3) The Legal Clinic Network will address the violations of women’s rights at Tutwiler as outlined in the U.S. Dept of Justice report in January 2014, and seek compensation and assistance for all children who were born as a result of these sex crimes.

https://www.justice.gov/opa/pr/justice-department-releases-findings-showing-alabama-department-corrections-fails-protect

LABOR RIGHTS

4) The Legal Clinic Network would also like to build a network of labor attorneys and experts to address labor issues within the prisons.

Contact:

FREE ALABAMA MOVEMENT
P.O. BOX 186
New Market, AL 35761
Freealabamamovement@ Gmail.com

Alabama Department of Corrections to be investigated for civil rights violations, by the Department of Justice


Above you see pictures taken by incarcerated men throughout multiple prisons in Alabama.These pictures depict only a few of the many inhumane conditions including but not limited to improper ventilation, smoke infested state buildings, improper plumbing, accessibility to homemade and real weapons, lack of security and in sanitary kitchens.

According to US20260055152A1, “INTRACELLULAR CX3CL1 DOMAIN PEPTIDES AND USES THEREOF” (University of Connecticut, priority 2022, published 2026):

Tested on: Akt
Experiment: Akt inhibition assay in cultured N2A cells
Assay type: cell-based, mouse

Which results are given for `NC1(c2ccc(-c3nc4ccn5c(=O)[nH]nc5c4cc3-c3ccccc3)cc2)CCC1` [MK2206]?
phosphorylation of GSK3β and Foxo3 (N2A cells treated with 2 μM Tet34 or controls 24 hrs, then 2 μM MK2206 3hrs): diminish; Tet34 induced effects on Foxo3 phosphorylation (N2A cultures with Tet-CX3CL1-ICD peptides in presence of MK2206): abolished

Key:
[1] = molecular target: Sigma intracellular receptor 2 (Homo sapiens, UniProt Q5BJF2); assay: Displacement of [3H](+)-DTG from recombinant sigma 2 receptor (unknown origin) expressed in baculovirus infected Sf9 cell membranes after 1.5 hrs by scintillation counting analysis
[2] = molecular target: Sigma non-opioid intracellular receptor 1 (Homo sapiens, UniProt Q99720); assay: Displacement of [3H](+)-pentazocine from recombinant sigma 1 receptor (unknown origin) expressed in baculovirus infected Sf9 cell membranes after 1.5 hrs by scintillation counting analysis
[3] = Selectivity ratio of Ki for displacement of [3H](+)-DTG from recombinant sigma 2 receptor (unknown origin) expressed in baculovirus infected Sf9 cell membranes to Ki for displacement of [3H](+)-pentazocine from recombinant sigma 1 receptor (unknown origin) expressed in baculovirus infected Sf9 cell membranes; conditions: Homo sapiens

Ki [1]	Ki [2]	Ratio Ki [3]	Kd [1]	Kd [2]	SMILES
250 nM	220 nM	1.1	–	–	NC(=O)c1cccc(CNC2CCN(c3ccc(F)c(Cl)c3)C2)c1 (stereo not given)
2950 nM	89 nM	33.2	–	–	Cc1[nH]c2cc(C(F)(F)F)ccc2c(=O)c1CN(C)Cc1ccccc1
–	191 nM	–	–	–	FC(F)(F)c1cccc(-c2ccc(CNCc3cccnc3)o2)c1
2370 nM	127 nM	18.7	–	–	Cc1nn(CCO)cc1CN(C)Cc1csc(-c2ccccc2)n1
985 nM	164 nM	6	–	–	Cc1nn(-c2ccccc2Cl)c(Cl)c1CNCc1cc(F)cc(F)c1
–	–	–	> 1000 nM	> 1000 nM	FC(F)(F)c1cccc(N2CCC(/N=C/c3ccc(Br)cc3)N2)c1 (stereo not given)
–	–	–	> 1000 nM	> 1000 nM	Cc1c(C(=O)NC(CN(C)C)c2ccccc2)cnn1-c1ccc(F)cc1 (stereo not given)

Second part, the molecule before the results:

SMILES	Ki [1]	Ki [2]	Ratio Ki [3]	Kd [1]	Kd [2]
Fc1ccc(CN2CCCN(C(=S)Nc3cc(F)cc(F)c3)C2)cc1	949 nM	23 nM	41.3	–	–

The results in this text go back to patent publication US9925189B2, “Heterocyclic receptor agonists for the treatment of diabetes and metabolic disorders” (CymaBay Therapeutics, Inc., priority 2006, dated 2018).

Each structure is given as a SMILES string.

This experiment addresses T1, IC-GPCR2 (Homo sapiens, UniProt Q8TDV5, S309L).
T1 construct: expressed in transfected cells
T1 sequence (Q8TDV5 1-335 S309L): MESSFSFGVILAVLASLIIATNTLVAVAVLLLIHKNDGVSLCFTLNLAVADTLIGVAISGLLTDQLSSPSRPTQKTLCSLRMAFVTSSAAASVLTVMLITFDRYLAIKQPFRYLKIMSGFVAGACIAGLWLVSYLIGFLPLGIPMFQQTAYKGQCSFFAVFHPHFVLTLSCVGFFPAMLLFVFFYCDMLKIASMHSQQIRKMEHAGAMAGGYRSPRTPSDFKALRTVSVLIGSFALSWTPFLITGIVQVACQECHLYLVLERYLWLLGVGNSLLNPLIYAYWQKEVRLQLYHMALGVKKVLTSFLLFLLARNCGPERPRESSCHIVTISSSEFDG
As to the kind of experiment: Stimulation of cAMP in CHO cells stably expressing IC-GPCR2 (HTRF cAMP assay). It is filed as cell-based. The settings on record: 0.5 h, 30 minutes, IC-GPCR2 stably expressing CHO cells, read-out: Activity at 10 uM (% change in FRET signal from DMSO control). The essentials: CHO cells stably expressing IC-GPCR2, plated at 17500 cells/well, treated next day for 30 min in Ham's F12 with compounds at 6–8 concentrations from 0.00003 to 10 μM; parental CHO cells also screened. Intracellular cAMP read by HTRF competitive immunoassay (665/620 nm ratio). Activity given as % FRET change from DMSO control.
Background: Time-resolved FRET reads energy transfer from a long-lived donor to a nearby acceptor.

These are only a few pictures that have been accumulated over the years. But most shockingly above you will see an inmate in a lockup cell at at Ventress Correctional Facility, that is hanging from a makeshift rope. Notably there is no correctional officer any where around and inmates were able to photograph this horrific scene.Thus giving credence to the claims of “no security”inside the prisons in Alabama. 

 The other alarming sight is the accessibility to obtain dangerous weapons. In a picture above you see knives that are in the possession of an inmate that bought them to keep them from falling into the wrong hands.